England boss Gareth Southgate has told his players they can go to Qatar knowing they will never be under as much pressure to win a tournament as they were last summer. The Three Lions’ achievement in reaching their first major final since 1966 has shown them the way going into this November’s tournament.
And without the additional expectation of playing in a predominantly home tournament, he is confident that his side has the best chance possible of finally lifting a major trophy once more. “I said this to the players the other day,” he revealed. “They’ll never experience pressure like they felt last summer.
“To be in a European Championship where the majority of the games were Wembley and never been to a final for 50 years… they’ve lived through enormous pressure so that should give them tremendous confidence in what they’re capable of.”
World-class players such as Harry Kane and Raheem Sterling will be in their 30s by the time of the next World Cup, but Southgate refused to see this as a once-in-a-generation chance to end all those years of hurt.
“For some players, of course, the chances are there will be less likelihood of a lot more tournaments – although all of them could go to the next European Championship,” he said. “For some of the younger ones, though, they could have another four or five so that immediacy won’t feel the same to them.
“Of course you have no way of knowing as a player whether the next one is your best opportunity or the one in three tournaments’ time so you’ve got to cherish every moment of it that’s for certain.”
Back in pride of place on the wall in one of the offices on the second floor of the football centre at St George’s Park, the countdown clock ticks down another second. Born from a historic parallel, it quickly became a challenge.
Then in the darker recent days of English football it became more of an embarrassment and was unceremoniously tucked away in a draw. Since Southgate breathed fresh belief into the national game, it has become more of a gentle reminder that there is nothing wrong with daring to dream.
Yet through all that time it has always pointed towards the start of the 2022 World Cup in Qatar. Clairefontaine was established in the leafy fields southwest of Paris in 1988 and 10 years later France finally lifted the World Cup for the first time in its history.
So shortly after the inauguration of St George’s Park in 2012, former FA chairman Greg Dyke identified this year’s tournament as the occasion when all the investment should pay off. Brazenly, those involved in the project almost immediately rose to the challenge and funded a countdown clock to keep those at England’s heart of football focused on the task.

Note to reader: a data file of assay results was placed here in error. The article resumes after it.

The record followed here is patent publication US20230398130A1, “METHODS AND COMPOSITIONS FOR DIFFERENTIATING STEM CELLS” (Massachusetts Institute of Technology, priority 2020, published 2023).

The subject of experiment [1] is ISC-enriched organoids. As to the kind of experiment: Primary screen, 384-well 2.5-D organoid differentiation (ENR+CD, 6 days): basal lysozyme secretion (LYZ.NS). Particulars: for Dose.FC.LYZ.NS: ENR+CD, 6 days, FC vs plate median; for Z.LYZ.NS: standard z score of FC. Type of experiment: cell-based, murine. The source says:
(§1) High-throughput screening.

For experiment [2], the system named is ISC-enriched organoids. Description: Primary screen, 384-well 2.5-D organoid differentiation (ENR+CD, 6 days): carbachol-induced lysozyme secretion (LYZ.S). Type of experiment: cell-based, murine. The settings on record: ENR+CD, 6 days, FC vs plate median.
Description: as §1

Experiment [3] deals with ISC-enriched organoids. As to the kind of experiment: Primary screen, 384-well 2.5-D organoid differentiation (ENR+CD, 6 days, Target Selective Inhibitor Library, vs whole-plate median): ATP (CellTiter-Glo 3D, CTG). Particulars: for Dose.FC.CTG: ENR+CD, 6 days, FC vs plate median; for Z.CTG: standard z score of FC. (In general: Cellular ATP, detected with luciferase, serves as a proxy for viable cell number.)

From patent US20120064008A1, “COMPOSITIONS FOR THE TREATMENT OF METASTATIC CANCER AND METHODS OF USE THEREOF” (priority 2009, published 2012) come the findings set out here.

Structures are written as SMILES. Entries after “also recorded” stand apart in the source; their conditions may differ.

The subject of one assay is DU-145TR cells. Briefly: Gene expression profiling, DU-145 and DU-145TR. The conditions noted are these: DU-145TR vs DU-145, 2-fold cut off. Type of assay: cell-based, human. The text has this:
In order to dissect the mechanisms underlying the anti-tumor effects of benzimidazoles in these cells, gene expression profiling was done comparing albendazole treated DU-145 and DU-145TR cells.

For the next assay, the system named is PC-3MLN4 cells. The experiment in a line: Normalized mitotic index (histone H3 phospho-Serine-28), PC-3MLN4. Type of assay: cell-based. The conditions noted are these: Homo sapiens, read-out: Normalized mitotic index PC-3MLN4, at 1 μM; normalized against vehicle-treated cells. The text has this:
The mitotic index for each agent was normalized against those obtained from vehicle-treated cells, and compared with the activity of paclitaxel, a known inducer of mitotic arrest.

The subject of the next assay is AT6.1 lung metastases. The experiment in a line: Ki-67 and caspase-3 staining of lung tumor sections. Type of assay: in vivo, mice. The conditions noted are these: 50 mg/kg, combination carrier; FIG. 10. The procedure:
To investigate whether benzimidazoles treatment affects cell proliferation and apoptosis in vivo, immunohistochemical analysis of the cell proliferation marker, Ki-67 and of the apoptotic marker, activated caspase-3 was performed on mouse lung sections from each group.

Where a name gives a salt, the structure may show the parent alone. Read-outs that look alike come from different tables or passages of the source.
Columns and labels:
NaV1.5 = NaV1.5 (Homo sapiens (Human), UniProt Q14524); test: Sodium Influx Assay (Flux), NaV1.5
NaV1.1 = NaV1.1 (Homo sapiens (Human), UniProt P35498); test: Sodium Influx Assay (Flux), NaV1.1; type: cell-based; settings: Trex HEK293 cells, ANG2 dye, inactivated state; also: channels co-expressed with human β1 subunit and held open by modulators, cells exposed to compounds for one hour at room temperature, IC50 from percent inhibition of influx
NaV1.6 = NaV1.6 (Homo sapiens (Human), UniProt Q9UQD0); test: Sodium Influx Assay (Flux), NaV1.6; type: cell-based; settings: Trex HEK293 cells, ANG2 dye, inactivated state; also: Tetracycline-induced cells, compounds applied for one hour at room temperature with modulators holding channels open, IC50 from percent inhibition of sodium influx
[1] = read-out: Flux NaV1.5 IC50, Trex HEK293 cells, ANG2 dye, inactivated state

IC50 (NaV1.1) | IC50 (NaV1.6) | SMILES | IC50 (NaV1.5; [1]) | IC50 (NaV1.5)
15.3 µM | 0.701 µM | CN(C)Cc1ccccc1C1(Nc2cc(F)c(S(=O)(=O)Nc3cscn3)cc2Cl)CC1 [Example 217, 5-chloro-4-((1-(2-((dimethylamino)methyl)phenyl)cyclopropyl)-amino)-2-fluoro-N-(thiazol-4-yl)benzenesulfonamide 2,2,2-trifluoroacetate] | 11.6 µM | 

At the same time, other significant events were occurring in English football. Kane was beginning a series of loan spells as he built his career at Tottenham and Sterling that year first pulled on a senior shirt for Liverpool. They would both be among the first few players to benefit from being called away on international duty to this newly-developed centre just outside Burton to feature in the junior England teams.
By November this year – and yes, the clock needed a swift reset when FIFA decided to make this a winter tournament – both players will be hovering close to their 30th birthdays. While Phil Foden, Jadon Sancho and Jude Bellingham hint at successful tournaments to come, this has not felt more like the coming of age of a golden generation since the disappointing 2006 World Cup. It was shortly after that disaster that the Countdown clock was first hidden away.
The trouble was, Sven Goran Eriksson never seemed to know how to make the best of talents such as Steven Gerrard, Frank Lampard, David Beckham, Rio Ferdinand, John Terry, Wayne Rooney and Michael Owen. These days, though, if that countdown clock suddenly went into overdrive and the World Cup started tomorrow, Gareth Southgate would know exactly what to do. “Well we would always know whatever 11 would be if we played tomorrow,” Southgate said.
“At any point over the six years we’ve been in charge if we had a game we had to win tomorrow we would know what our best 11, would be and if we had to play tomorrow we would know what that would be.”
The point of the friendlies against Switzerland today and the Ivory Coast on Tuesday is to look at some of the “what ifs”. With the Nations League giving a more competitive edge to the last six internationals before the World Cup, this is the last chance really to experiment, and the final opportunity for the genuine outsiders to stake a claim.
Sterling, playing an ambassadorial role in Jamaica this week, is unlikely to start, but Southgate also has to focus on giving that first eleven a chance to tick. Not all of it will go like clockwork. But England’s players will be in no doubt that time is now very much of the essence.